[1] See Diaz, Hiram R. “The Problem of Adam [Pt. 1],” Biblical Trinitarian,

Wednesday, November 23, 2016

The Problem of Adam [Pt. 1]

by Hiram R. Diaz III

[N.B. The author's argument here assumes, for the sake of argument, that "the man" was the whole man and not Adam's body only. This is because the annihilationist's conception of life as being breathed into man in Genesis 2:7 requires such an interpretation. The thrust of the argument presented here is this: If Adam is wholly and entirely present after God has molded him from the earth, then the problem of Adam ensues.]
The Wages of Sin is Lifelessness?
Annihilationists capitalize on the fact that Scripture teaches the wages of sin is death.[1] This punishment for transgressing of God’s law is first found in Genesis 2:16-17, where God declares:
“You may surely eat of every tree of the garden, but of the tree of the knowledge of good and evil you shall not eat, for in the day that you eat of it you shall surely die.”
As elaborated upon elsewhere,[2] the promise of death is more than a promise that the sinner will be rendered a lifeless, non-conscious body. In Genesis 3:14-19, God elaborates on the nature of the death promised, and the reduction of man to the dust from which he was formed is only an aspect of that death. In these verses, in fact, the only person to explicitly receive the promise of returning to the dust is Adam, as the following table demonstrates.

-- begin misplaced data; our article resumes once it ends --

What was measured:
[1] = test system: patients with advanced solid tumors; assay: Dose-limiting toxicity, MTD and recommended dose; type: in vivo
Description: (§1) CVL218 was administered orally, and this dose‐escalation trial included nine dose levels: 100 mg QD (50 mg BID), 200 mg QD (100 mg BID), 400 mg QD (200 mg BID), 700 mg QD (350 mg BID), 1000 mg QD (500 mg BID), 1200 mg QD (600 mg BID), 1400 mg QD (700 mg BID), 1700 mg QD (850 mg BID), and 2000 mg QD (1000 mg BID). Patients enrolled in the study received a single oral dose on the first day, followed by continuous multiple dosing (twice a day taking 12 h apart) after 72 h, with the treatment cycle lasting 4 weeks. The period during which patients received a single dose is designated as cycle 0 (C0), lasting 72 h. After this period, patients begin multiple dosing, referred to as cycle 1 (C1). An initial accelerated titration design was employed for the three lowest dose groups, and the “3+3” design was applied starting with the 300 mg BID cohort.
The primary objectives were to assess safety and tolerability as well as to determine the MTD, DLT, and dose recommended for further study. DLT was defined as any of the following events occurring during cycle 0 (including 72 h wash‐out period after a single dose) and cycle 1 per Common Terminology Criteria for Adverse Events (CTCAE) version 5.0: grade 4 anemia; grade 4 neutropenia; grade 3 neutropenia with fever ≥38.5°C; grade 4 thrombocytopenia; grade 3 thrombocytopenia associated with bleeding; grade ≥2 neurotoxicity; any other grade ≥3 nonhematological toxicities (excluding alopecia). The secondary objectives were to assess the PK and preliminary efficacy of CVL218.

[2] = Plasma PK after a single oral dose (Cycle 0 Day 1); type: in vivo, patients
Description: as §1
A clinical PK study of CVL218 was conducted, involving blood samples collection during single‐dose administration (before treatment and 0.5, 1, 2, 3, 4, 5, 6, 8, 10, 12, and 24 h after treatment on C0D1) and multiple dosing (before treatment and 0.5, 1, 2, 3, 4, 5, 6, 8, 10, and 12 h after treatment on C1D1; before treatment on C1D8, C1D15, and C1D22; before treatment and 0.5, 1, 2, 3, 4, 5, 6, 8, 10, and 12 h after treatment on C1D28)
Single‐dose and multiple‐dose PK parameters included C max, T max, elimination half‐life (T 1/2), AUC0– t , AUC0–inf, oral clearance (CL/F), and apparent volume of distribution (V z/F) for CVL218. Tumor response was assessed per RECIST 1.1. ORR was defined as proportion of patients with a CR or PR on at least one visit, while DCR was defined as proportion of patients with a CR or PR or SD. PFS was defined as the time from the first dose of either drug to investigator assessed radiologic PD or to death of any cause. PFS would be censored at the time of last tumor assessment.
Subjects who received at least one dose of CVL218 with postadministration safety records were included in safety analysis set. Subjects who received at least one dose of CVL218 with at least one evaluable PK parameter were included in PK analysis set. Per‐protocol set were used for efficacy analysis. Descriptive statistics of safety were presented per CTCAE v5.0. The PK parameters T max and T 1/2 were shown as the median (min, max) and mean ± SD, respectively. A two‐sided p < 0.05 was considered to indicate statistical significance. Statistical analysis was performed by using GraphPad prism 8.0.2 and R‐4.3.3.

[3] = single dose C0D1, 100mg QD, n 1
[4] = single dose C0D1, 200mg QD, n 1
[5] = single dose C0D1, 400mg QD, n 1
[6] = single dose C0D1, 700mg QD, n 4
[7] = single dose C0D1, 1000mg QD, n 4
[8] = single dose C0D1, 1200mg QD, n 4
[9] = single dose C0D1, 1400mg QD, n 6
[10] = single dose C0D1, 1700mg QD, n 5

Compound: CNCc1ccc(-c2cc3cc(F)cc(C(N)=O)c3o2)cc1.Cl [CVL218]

The Serpent
1. Cursed above all livestock
2. Cursed above all beasts of the field
3. Made to travel on his belly
4. Made to eat dust all the days of his life
5. Set in opposition to the woman
6. Set in opposition to the seed of the woman
7. Will be bruised by the foot of the woman’s seed
The Woman
1. Labor pains in bringing forth children
2. Unfulfilled desire for her husband
3. Ruled by husband
The Man
1. Futility in work
2. Pain
3. Return to the dust
There is no doubt that the serpent and the woman will also “return to the dust,” but this is not explicitly mentioned in God’s elaboration of the death he promised in Gen 2:16-17. What is common among the judgments explicitly mentioned concerning the three persons is separation, conflict, antagonism, turmoil, pain, suffering, futility. Death entered into the creation through Adam’s sin, and that death entails, but is not limited to, the body’s “return to the dust.”
Thus, though death entails lifelessness, death is not itself lifelessness. This is borne out elsewhere in the Scriptures. For instance, idols are identified as without breath in Psalm 135:15-18. Seeing as they were never alive to begin with, the idols cannot be said to be dead. They are lifeless, but they are not dead. Similarly, Paul identifies musical instruments as lifeless or without breath in 1st Cor 14:7. As rocks, dust, and air are lifeless but not dead, so too the idols of the nations, as well as the musical instruments Paul alludes to are lifeless but not dead.
The Problem of Adam